When I get to heaven, I plan to make two requests: First, and for obvious reasons, I will file for an exception to the no-marriage policy for Michele and me. Second, Vasiliy, “my Russian friend,” and I desire to be next-door neighbors for all eternity.

I hope to bring Vasiliy to Lewis Lake soon and ask him to recount how, in his younger years back in the Soviet Union, he used to wake up in the middle of the night (a different night each week), make his way down dark streets and alleys for a mile or so, careful to not rouse the dog stationed outside every house, sneak into a dimly lit, tightly shuttered home where he’d find a small group of Christians slowly assembling. To minimize suspicions they spaced out arrivals and departures, since being found out by the KGB could mean years in a Soviet prison, and believe me, that was no picnic. Finally assembled, a few songs were quietly whispered, prayers would be offered, someone would read the Bible, someone share a few words, then he’d slip silently back home, crawling into bed around 4AM, only to get back up at five to begin a grueling day of labor under the cruel, corrupt communist regime.

Meanwhile, many American Christians are willing to risk almost nothing or suffer the mildest inconveniences to assemble and worship.

I sometimes envision this meter; on one end is “I’d rather die than go to church,” and on the other is “Give me church or give me death!” Unless I miss my somewhat educated guess, a significant percentage, particularly of larger congregations are comprised of those hovering pretty close to the middle of the dial. Maybe they’ll go, maybe they won’t. Not too much else going on, but I don’t feel that great either. Let’s make a game-time decision.

Churches do lots of things to try to tilt that needle to the yes side. That’s why they make use of entertainment, so people feel like they’ve really missed something special if they don’t come. It should be remembered, of course, there are no grounds to believe that the more mind-numbingly boring our worship is, the happier God is about it.

I try to put myself in Vasiliy’s shoes – if gathering together to worship were illegal, and if being caught doing so was punishable by hard prison time, and if the only “safe” time to do so was at 2am, how much would that drag my needle toward the “definitely not going to church today” end of things?

But an even more intriguing question is this: how did those things not drag our Russian siblings’ needles down to the point they just stayed safer at home? What drove these brothers and sisters to suffer such inconvenience (as if that word could even apply in this case) and take such risks, just to be together for a few moments? I’ll ask Vasiliy that when he comes to Lewis Lake.

A couple weeks ago, unrequested and without provocation, I asked, then proceeded to not really answer, how essential is gathered, corporate worship for a Christian? All of us have had various meaningful gatherings stripped away in recent months, and we’ve discovered we can do quite well without many of them, or have found different ways to do basically the same thing.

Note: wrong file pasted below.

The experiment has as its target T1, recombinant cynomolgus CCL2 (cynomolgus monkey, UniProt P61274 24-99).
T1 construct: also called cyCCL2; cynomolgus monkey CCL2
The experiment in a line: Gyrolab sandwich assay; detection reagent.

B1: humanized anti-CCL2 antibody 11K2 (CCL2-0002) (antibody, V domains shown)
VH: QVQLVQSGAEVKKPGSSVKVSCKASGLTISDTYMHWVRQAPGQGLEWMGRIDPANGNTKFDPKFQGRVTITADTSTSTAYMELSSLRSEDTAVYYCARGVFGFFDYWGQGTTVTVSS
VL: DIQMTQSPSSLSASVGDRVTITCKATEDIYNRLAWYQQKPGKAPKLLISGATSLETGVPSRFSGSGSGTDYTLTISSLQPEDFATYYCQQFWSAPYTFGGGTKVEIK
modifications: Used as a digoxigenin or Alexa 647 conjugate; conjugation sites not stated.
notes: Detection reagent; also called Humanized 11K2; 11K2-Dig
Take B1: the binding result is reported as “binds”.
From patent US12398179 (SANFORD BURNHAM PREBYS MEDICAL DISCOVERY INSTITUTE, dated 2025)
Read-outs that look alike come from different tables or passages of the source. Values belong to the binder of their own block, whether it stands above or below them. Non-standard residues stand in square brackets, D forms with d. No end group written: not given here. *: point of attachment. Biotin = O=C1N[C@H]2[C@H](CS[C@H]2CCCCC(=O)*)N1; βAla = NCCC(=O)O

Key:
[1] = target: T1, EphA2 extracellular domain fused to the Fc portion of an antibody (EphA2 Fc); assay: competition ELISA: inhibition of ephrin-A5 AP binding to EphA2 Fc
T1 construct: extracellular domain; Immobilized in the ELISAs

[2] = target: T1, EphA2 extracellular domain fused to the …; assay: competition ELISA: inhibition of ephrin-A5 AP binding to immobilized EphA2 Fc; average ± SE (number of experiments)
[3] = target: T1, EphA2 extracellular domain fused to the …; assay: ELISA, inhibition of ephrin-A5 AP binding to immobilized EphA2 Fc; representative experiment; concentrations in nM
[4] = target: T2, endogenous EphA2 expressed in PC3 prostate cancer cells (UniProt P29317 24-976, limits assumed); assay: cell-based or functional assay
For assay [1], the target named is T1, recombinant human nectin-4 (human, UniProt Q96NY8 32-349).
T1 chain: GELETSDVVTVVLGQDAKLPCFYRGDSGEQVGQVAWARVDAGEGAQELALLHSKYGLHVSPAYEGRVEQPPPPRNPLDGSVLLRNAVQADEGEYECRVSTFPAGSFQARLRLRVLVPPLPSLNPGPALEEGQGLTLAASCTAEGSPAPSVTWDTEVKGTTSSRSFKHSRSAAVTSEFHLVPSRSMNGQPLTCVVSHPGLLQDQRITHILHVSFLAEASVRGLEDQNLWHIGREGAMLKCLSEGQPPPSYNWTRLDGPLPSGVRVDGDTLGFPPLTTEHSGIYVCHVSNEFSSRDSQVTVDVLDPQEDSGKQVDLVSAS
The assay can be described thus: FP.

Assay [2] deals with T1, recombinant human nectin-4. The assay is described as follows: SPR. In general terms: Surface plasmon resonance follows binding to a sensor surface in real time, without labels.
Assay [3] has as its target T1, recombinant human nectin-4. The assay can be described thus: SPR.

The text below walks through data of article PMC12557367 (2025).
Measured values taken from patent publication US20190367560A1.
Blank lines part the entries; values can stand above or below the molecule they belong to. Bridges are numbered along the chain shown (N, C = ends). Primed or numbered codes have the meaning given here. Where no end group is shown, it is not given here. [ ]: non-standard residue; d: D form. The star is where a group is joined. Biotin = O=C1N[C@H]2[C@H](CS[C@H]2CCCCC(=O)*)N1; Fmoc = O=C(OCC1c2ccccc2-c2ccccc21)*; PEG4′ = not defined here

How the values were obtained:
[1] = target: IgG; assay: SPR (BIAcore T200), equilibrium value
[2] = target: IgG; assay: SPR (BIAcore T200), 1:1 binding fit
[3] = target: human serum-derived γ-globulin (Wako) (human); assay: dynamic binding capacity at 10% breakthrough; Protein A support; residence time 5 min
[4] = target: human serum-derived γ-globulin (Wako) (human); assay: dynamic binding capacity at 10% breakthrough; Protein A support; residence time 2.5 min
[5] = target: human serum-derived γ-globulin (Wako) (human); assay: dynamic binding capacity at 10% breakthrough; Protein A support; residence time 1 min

Let us be frank: It’s just possible that the church itself is non-essential, and that might be a bit scary for those who, like me, make their living by it. After all, where does the church fit into the ABC’s of salvation?

Admit you’re a sinner,
Believe in Jesus,
Confess your sins,

Voila! we’re in.

We don’t actually need the church, do we, with all its quirky people and troublesome politics? Besides, here in rural Minnesota, we’re somewhat hermitish by nature and enjoy our alone-time. If we wanted to be around people more, we’d live in Minneapolis. Speaking of nature, many are delighted to have lots of nature to worship God in, which being translated means: We’d rather hit the lake early on a Sunday morning, and when the beautiful sunrise pops up we’ll be sure to say, “Wow, thanks God!”

Advanced worshipers of God in nature can successfully hum hymns in the deer stand. It’s the best of both worlds. Especially this one.

Extracting tongue from cheek for a moment, Protestants are theologically and historically right to be suspicious of any person or institution which inserts itself as an essential part of the Christian experience, as if we needed anything in addition to Jesus. Sin boldly (Luther is rumored to have said), die happy, go to heaven.

Last time I wrote this:

We must begin to understand the assembly of the saints is of a fundamentally different kind than the assembly of hockey fans.

Prove it!

Okay, I’ll try.

The church is comprised of two distinct but overlapping and interdependent elements: spiritual content, and spiritual communion.


Almost any assembly (like that of the aforementioned hockey fans) is some kind of content consumer, and the church is no different. Furthermore, God has gifted the church with content-creators – a few doing things the majority consumes. They preach, teach, sing, administer the sacraments. Without these essential activities a church is not a church. After all, three Christians bumping into each other in the cereal aisle a church doth not make, the Reformers would have insisted.

The lockdown has convinced me that church content creation and consumption can be done almost entirely online. On top of that, content from the best creators is freely available to all, and in these days many are taking advantage of it. Good for them; I do too. Hardly makes sense to listen to the local rural parson, on his best day not a particularly good preacher, struggling like the famous one legged man in a kicking contest, now trying to preach to an iPhone, when John MacArthur’s or R.C. Sproul’s sermons, better in content and production, are just as available. God only gifts a couple such men per generation to the church, and it really would be a travesty not to take full advantage.